June 23rd 1917
My dear Father
The letter I intended writing last week never got written, but I expect you will hear some news from Mela.
We got sudden orders to move camp as there was trouble with the water supply just where we were and it was necessary to put some of us rather handier to a reliable supply. After being settled down for a month or more one collects a surprising lot of stuff and a move becomes rather a big job; also the big hot weather tents are a good deal of trouble to move. The distance was nothing, but the packing and unpacking had to be done, and we did the former on Sunday morning chiefly, and marched off at 3 am next morning, and were busy at the new camp until it was decidedly hot. We are in an excellent site, and comfortable enough, but a change of duties is to take place in a week, and that will involve another move, so it is rather a nuisance that the last was necessary.
I had Mela’s cable this week to say she could not get a passport, and I was of course not a bit surprised. When the scheme originally entered my head and I wrote suggesting it the ruthless submarine campaign had not been threatened, and there was no thought of such restrictions as have become necessary in consequence. Latterly, until the cable made it a matter of small importance either way, I had been growing more anxious about my chances of getting leave, but had hoped a special application might be successful. As things are I do not at all expect to get away after all.
Before another leave season can come round I hope the war will have been brought to a satisfactory end. It certainly seems to be reaching the later stages, and there are always hopes that the end may be sudden when it does come. At present Russia seems paralyzed, and from our scanty news I should gather Germany and Austria have been able to release unexpectedly large forces from the east. Perhaps Russia may yet have another surprise up her sleeve, in which case I think things would move very quickly somewhere or everywhere.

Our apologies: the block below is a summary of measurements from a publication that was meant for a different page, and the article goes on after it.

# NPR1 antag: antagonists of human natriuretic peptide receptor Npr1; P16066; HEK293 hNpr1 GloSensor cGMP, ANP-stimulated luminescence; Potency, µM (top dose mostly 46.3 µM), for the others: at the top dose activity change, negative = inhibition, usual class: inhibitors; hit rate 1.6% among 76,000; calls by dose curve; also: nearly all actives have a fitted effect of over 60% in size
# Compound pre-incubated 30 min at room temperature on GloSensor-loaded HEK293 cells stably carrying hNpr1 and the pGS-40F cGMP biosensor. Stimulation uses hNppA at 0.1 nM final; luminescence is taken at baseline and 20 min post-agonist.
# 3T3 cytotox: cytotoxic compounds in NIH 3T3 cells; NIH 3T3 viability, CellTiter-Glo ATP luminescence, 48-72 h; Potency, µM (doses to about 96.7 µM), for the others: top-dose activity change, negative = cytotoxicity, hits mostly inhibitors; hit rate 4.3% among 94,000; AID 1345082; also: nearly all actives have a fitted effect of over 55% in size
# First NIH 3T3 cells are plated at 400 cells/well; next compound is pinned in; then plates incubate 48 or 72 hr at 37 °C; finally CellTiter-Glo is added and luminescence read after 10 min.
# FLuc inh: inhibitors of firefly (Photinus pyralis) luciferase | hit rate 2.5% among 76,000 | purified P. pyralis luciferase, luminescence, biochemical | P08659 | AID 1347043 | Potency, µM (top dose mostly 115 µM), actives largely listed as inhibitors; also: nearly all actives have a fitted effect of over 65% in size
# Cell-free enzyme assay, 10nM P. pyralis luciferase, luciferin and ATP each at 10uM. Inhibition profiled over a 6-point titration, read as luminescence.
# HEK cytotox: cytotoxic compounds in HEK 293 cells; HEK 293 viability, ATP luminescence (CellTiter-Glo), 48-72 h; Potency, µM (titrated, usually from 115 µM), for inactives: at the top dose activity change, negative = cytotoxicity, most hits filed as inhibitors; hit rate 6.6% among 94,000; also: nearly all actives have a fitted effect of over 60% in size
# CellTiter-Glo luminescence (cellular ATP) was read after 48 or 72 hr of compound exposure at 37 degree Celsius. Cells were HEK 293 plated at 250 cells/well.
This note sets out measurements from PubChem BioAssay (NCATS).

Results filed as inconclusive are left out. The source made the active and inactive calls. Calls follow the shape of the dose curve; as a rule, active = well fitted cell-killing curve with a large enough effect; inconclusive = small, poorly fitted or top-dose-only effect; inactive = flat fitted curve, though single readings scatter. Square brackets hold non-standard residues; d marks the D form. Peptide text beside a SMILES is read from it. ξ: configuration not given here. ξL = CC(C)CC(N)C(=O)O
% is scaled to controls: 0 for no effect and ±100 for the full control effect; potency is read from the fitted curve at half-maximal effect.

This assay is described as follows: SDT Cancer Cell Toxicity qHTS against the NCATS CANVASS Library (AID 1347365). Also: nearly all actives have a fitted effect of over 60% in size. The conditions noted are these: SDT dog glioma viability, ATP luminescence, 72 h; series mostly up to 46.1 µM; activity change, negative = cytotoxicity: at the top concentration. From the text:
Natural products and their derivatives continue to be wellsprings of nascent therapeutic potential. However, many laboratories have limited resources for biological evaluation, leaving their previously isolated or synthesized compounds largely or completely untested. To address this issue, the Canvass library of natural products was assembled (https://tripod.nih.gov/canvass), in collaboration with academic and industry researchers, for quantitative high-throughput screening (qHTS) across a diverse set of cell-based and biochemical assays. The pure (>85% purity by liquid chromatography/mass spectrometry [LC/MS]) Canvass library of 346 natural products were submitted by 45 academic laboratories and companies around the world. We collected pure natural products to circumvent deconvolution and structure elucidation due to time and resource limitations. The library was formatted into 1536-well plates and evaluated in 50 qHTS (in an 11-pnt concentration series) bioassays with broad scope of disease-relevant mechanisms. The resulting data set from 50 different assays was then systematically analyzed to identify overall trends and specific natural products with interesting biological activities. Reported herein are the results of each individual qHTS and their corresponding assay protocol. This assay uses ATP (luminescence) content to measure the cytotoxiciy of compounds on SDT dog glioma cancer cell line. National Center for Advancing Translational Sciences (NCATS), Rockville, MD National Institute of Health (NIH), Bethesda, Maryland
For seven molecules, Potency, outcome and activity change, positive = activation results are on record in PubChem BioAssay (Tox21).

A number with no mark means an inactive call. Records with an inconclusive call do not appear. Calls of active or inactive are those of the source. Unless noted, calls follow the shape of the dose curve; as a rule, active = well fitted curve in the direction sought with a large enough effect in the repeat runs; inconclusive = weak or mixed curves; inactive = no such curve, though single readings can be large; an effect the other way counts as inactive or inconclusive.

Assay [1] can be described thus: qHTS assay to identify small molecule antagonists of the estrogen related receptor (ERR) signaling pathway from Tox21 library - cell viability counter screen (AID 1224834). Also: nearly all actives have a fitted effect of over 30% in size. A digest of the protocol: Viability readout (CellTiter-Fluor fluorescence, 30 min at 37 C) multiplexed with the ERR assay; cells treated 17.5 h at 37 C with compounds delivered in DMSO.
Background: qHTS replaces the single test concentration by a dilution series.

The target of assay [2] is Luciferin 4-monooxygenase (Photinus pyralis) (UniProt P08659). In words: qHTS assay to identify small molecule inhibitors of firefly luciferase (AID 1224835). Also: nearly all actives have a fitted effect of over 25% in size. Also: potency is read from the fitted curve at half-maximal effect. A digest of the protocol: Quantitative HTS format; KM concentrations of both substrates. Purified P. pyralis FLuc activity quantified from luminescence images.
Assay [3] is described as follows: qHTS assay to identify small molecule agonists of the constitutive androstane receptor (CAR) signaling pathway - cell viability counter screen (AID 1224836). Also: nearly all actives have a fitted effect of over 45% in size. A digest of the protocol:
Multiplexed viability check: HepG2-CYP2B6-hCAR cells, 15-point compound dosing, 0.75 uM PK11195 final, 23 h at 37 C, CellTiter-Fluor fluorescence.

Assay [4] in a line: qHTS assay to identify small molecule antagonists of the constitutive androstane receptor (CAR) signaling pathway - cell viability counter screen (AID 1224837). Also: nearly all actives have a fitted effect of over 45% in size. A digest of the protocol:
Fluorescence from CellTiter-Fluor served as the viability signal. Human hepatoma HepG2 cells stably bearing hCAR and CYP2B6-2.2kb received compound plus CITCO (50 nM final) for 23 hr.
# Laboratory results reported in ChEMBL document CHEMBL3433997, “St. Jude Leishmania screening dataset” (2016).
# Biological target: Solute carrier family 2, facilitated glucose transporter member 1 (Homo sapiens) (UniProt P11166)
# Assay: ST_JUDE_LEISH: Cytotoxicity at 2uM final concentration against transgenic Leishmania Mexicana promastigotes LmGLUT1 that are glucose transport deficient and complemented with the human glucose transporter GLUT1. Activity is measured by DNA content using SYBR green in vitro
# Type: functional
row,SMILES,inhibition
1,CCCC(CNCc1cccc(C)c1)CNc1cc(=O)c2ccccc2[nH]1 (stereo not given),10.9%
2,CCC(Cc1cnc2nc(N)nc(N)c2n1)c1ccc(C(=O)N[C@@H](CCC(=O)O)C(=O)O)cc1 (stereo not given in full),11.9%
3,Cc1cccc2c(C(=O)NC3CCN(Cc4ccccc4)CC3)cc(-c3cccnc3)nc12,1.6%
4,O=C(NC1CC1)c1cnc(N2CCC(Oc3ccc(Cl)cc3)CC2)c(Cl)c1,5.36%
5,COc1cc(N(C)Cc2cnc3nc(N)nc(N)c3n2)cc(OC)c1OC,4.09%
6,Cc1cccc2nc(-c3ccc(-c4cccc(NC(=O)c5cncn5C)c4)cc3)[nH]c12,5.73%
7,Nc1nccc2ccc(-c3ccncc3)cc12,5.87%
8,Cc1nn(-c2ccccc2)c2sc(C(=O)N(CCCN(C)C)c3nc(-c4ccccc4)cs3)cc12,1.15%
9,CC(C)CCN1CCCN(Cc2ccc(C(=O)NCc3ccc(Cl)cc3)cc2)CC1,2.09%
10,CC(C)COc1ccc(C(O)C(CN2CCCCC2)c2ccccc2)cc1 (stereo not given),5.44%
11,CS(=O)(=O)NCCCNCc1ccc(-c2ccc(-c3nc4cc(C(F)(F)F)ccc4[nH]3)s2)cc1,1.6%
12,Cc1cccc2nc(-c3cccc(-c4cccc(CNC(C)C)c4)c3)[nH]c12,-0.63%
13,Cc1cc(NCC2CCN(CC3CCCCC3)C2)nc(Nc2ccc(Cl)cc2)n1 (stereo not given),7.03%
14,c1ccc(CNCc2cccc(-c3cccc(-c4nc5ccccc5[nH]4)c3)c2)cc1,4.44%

The mail this week is a little later than it has been recently, but should turn up soon I think. Just the last week or two they have been quite regular, and fairly quick considering. It takes a terrible long time though to get any reply or acknowledgement of any letter. I shall be looking in a week or two for your acknowledgement of my long letter posted about the beginning of April, and describing our share in the Kut operations as carefully as I could.
Two years ago this morning the Cawdor Castle sailed with us out of Avonmouth docks, since when many things have happened. It is my intention to discover later on how many there are with us here now who were on board on that occasion; the number would be a good deal larger if nobody were away on leave, as naturally there is a pretty large proportion of originals among those who have gone to India.
Tomorrow I shall be thinking of you reaching (if my much improved active service memory is not playing me one of its tricks) the allotted span of 70 years. It is such a pleasure to me (and all of us) to think that you have done so without loss of your powers of work or of your full interest in the many affairs which have filled your spare time. May it be that you have yet a large reserve to carry you on for many years to come, happier and more restful than recent ones have been.
My best love to the girls and yourself.
Your affectionate son
Cyril E Sladden